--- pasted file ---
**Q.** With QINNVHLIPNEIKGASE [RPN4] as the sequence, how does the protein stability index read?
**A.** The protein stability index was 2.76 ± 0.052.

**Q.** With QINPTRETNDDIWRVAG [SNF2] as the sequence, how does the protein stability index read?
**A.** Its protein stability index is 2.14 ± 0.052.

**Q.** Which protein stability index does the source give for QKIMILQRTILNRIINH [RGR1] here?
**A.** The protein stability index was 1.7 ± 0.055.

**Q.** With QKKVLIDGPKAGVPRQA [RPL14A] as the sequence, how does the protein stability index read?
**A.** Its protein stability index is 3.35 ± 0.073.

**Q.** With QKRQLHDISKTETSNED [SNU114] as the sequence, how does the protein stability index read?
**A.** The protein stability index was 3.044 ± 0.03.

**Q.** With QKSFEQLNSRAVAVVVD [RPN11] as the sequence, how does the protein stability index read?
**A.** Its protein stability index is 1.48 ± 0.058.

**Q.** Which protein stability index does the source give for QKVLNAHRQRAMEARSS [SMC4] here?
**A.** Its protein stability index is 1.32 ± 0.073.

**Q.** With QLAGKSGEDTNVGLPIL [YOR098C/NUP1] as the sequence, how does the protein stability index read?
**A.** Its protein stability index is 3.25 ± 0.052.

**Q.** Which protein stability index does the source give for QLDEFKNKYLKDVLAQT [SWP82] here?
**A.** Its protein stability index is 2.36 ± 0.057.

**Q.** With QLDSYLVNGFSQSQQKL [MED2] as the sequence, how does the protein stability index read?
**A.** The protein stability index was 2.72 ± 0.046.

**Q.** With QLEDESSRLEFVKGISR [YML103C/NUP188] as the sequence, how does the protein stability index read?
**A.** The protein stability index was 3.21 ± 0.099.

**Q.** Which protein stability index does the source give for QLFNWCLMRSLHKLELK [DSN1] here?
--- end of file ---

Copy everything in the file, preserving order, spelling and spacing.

**Q.** With QINNVHLIPNEIKGASE [RPN4] as the sequence, how does the protein stability index read?
**A.** The protein stability index was 2.76 ± 0.052.

**Q.** With QINPTRETNDDIWRVAG [SNF2] as the sequence, how does the protein stability index read?
**A.** Its protein stability index is 2.14 ± 0.052.

**Q.** Which protein stability index does the source give for QKIMILQRTILNRIINH [RGR1] here?
**A.** The protein stability index was 1.7 ± 0.055.

**Q.** With QKKVLIDGPKAGVPRQA [RPL14A] as the sequence, how does the protein stability index read?
**A.** Its protein stability index is 3.35 ± 0.073.

**Q.** With QKRQLHDISKTETSNED [SNU114] as the sequence, how does the protein stability index read?
**A.** The protein stability index was 3.044 ± 0.03.

**Q.** With QKSFEQLNSRAVAVVVD [RPN11] as the sequence, how does the protein stability index read?
**A.** Its protein stability index is 1.48 ± 0.058.

**Q.** Which protein stability index does the source give for QKVLNAHRQRAMEARSS [SMC4] here?
**A.** Its protein stability index is 1.32 ± 0.073.

**Q.** With QLAGKSGEDTNVGLPIL [YOR098C/NUP1] as the sequence, how does the protein stability index read?
**A.** Its protein stability index is 3.25 ± 0.052.

**Q.** Which protein stability index does the source give for QLDEFKNKYLKDVLAQT [SWP82] here?
**A.** Its protein stability index is 2.36 ± 0.057.

**Q.** With QLDSYLVNGFSQSQQKL [MED2] as the sequence, how does the protein stability index read?
**A.** The protein stability index was 2.72 ± 0.046.

**Q.** With QLEDESSRLEFVKGISR [YML103C/NUP188] as the sequence, how does the protein stability index read?
**A.** The protein stability index was 3.21 ± 0.099.

**Q.** Which protein stability index does the source give for QLFNWCLMRSLHKLELK [DSN1] here?